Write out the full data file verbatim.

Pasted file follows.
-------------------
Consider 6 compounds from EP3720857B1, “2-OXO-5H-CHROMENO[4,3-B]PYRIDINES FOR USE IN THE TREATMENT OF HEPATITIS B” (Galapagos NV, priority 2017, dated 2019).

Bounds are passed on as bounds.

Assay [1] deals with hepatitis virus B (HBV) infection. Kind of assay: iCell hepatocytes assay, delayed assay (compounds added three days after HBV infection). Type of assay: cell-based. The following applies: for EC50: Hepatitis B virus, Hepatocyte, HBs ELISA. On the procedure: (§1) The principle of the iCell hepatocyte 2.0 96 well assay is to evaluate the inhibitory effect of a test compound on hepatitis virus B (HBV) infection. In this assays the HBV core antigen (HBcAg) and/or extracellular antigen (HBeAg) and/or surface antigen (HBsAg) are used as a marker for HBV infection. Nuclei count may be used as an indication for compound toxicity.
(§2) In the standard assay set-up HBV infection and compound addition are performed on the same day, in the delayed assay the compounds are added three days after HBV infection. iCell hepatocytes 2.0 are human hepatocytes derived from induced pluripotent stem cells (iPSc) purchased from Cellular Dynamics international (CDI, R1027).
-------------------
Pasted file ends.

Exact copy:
Consider 6 compounds from EP3720857B1, “2-OXO-5H-CHROMENO[4,3-B]PYRIDINES FOR USE IN THE TREATMENT OF HEPATITIS B” (Galapagos NV, priority 2017, dated 2019).

Bounds are passed on as bounds.

Assay [1] deals with hepatitis virus B (HBV) infection. Kind of assay: iCell hepatocytes assay, delayed assay (compounds added three days after HBV infection). Type of assay: cell-based. The following applies: for EC50: Hepatitis B virus, Hepatocyte, HBs ELISA. On the procedure: (§1) The principle of the iCell hepatocyte 2.0 96 well assay is to evaluate the inhibitory effect of a test compound on hepatitis virus B (HBV) infection. In this assays the HBV core antigen (HBcAg) and/or extracellular antigen (HBeAg) and/or surface antigen (HBsAg) are used as a marker for HBV infection. Nuclei count may be used as an indication for compound toxicity.
(§2) In the standard assay set-up HBV infection and compound addition are performed on the same day, in the delayed assay the compounds are added three days after HBV infection. iCell hepatocytes 2.0 are human hepatocytes derived from induced pluripotent stem cells (iPSc) purchased from Cellular Dynamics international (CDI, R1027).